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Dear Wendy

How to handle diffcult conversations with my mother

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  • This topic has 17 replies, 4 voices, and was last updated 3 months ago by avatarbrise.
Viewing 6 posts - 13 through 18 (of 18 total)
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  • #963301 Reply

    You don’t necessarily know she’s trying to process some trauma until you actually have a conversation with her. And even if she is, you can give her some support.

    I know my cousin years ago had to firmly tell her mom not to keep bringing her problems with men to her, because it was affecting her own marriage and she wasn’t equipped to deal with it. But that was like, my aunt was in an abusive relationship and taking up a ton of my cousin’s time talking about her problems.

    You can do that if you need to, but that would look like telling your mom firmly and clearly that you don’t want her to talk to you about X topic because Y. It doesn’t look like you acting bored and disinterested and hurting her feelings.

    #963303 Reply

    Maybe she is trying to process some trauma- so let’s pretend that’s the case. Do you really want to be continually brushing her off to the point of making her cry- or see where she takes the conversation and point her in a better direction for the help she needs?

    To me it sounds like she’s trying to relate to you and understand something and it clearly means a lot to her. Is it possible you could go see her and make some time to sit with her, alone and talk to her? Maybe it is a problem that is too big for you, but you can help her find a path to help. Maybe it’s just that she wants to connect with you and discuss womanhood, sexism, and see what your perspective is.

    #963321 Reply

    I agree that you sound extremely dismissive of your mom. My perspective is that you’ve placed your mom in a box “MOM” and it’s a tiny box that only lets her do mom things.

    Your mom is trying to expand her box to include woman, adult, friend – and you’re shutting her down because … why?

    I have many intensive conversations with my mom about the world – it helps that we generally agree with one another, but I can say confidently that we are not only mom/daughter but we are friends. We’ve talked about death, sex, relationships, politics, gossip, family, the works. Shit, after my step dad died, I explained to her that STDs among the elderly were on the rise, but that if she got the clap, it wouldn’t have enough time to turn her brain to swiss cheese. I’ll admit it was a little weird but necessary.

    Your mom is a person – why not start looking at her like that?

    #963322 Reply

    I don’t know how old your mother is, but mine, at 85, is very interested in talking about how much things have changed since she was young, particularly for women- in the world of work, personal relations, gender issues etc- these women really were at the coalface when equal rights were starting to be fought for in a much wider way than before.And it’s still a very important issue, so there’s a lot to talk about. I can see that if she has a bee in her bonnet that she keeps returning to, it might annoy, so maybe if you have any social justice issues that particularly engage you yourself, perhaps you could try to bring them into the conversation. And it’s fine to point out to her that you feel she’s misjudging your cousin’s situation, or remind her that it’s just as important for men to be educated on how not to threaten women, it shouldn’t all be on women to be educated on safety etc etc, that way you both get to air your views. What sort of thing do you like to talk about regarding social issues? Bring that into the mix and see if that helps.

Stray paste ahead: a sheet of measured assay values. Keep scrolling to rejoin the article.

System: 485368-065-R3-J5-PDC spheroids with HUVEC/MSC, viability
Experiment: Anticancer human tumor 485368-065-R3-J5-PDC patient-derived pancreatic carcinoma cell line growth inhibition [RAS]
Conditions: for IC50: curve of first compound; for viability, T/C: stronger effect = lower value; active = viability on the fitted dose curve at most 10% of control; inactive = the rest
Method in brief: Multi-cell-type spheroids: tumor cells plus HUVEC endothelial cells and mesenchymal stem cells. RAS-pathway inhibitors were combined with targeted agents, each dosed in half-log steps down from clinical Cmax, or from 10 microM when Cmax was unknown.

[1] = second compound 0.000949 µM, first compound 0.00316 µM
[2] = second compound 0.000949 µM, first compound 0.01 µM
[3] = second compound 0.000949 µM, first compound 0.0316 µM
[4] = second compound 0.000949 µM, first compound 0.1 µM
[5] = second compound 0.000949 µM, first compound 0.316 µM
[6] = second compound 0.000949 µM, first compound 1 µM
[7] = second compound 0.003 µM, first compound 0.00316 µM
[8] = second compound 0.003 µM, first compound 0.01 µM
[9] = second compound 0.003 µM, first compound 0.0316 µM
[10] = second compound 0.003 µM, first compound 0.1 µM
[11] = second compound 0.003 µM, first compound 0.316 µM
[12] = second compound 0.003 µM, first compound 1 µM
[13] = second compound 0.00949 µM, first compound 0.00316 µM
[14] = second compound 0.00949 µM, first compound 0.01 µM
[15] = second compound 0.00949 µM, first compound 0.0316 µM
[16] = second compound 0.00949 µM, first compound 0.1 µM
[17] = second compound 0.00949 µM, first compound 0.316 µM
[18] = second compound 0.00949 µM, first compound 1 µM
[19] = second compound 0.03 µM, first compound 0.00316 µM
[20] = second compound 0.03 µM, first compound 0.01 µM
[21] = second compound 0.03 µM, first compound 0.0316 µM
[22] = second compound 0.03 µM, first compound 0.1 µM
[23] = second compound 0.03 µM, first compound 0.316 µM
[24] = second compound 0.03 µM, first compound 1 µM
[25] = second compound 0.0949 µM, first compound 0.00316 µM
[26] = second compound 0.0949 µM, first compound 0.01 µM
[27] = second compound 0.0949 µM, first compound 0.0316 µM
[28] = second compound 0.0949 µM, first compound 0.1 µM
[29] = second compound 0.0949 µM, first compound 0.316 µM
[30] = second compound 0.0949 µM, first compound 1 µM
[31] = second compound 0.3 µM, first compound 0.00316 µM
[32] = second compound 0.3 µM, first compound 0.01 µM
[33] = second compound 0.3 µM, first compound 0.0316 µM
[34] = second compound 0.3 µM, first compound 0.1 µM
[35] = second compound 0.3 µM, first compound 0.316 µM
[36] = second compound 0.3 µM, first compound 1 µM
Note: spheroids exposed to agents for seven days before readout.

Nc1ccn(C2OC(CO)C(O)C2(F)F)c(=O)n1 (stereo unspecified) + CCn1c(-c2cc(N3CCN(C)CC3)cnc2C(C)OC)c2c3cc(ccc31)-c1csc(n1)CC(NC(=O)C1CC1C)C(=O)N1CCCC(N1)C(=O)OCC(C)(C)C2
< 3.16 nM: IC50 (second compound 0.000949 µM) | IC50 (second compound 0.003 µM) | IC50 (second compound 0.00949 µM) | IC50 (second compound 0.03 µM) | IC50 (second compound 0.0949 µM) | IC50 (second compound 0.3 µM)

#963323 Reply

    Where’s your dad in all this? Are you uncomfortable hearing about her trauma because he caused it? Do you have or want a good relationship with him? I can see how these topics can feel extra loaded to you. Avoidance is how you’re coping, but your mom is trying to face it. At least offer to help her make an appt. Show her how to use dr on demand to access therapy

    #963328 Reply

    I don’t understand your position. It happens that my mother says boring stuff, especially if she starts speaking of people I don’t know, or about something she read, or so, that doesn’t have much to do with her either. She is just talkative, for her this is small talk. I listen, I am polite, I ask a few questions, then I turn the conversation in an other direction and she follows. BUt here, it seems highly personal for here, she is personally invested, she cries about it. So I don’t understand why you don’t want to know what is wrong about it for her, why she is so upset about it, so concerned, so passionate? You assume that there is trauma. But then, don’t you want to help her, to at least listen to her, to offer her your attention? If you just say: go to a therapist, I won’t hear anything about it seems to me so… cruel. Why? Then if you can’t be bothered by her problems, why are you a week-end per month at her place? It is not logical.
    Start a conversation with her, don’t just use her for… what? We are no robots.

Viewing 6 posts - 13 through 18 (of 18 total)
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